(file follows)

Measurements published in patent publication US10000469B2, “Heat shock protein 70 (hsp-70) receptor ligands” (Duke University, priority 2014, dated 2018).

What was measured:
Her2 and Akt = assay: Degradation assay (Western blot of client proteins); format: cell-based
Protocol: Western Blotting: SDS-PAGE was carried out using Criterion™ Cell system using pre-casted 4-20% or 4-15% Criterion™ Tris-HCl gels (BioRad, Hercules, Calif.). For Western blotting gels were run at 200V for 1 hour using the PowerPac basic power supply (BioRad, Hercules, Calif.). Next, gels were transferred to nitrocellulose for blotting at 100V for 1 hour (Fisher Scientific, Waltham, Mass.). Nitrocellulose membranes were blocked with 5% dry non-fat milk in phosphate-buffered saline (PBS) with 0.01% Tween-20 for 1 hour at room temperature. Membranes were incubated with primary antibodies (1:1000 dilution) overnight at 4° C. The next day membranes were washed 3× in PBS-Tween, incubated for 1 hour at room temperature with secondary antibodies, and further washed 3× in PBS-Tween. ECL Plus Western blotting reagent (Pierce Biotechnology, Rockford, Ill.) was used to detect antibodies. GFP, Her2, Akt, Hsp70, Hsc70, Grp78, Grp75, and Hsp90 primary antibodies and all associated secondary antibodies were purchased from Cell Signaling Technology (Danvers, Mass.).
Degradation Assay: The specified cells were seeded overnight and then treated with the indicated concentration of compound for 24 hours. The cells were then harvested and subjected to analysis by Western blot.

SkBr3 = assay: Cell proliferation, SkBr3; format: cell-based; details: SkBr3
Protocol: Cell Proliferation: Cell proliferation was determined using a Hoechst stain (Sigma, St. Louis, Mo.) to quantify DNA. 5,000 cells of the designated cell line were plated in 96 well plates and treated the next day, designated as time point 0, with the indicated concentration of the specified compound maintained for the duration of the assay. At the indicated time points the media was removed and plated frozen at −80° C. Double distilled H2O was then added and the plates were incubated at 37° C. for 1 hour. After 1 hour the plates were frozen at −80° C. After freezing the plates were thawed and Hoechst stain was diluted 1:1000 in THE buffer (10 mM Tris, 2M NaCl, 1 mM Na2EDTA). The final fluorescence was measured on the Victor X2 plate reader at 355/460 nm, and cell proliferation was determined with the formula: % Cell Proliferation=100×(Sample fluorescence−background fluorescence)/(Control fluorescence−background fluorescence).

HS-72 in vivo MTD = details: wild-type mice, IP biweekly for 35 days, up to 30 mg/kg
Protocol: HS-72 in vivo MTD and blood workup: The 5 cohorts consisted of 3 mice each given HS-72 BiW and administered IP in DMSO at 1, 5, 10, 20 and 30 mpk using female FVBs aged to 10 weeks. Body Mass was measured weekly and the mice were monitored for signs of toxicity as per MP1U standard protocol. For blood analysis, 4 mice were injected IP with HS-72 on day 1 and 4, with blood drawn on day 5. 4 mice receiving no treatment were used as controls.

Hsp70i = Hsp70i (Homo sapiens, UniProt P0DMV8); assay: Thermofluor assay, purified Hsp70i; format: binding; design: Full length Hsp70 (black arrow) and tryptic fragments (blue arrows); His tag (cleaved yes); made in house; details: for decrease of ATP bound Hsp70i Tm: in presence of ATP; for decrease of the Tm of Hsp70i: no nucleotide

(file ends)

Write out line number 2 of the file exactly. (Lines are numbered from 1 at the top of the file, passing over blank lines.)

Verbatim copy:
What was measured: